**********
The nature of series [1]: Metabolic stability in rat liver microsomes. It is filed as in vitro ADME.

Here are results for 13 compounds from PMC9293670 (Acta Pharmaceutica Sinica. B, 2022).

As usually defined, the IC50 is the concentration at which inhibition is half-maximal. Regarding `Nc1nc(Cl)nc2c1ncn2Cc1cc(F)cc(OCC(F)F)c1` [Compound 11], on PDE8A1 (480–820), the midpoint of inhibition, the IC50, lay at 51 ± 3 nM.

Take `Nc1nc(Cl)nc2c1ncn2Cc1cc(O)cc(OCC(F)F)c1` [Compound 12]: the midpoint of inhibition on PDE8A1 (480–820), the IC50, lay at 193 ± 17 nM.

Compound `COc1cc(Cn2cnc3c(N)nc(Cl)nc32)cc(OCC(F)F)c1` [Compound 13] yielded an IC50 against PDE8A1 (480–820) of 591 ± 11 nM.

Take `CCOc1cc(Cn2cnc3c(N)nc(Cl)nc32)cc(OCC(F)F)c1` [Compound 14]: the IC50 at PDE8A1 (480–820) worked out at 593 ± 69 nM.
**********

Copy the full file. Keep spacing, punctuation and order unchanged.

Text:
The nature of series [1]: Metabolic stability in rat liver microsomes. It is filed as in vitro ADME.

Here are results for 13 compounds from PMC9293670 (Acta Pharmaceutica Sinica. B, 2022).

As usually defined, the IC50 is the concentration at which inhibition is half-maximal. Regarding `Nc1nc(Cl)nc2c1ncn2Cc1cc(F)cc(OCC(F)F)c1` [Compound 11], on PDE8A1 (480–820), the midpoint of inhibition, the IC50, lay at 51 ± 3 nM.

Take `Nc1nc(Cl)nc2c1ncn2Cc1cc(O)cc(OCC(F)F)c1` [Compound 12]: the midpoint of inhibition on PDE8A1 (480–820), the IC50, lay at 193 ± 17 nM.

Compound `COc1cc(Cn2cnc3c(N)nc(Cl)nc32)cc(OCC(F)F)c1` [Compound 13] yielded an IC50 against PDE8A1 (480–820) of 591 ± 11 nM.

Take `CCOc1cc(Cn2cnc3c(N)nc(Cl)nc32)cc(OCC(F)F)c1` [Compound 14]: the IC50 at PDE8A1 (480–820) worked out at 593 ± 69 nM.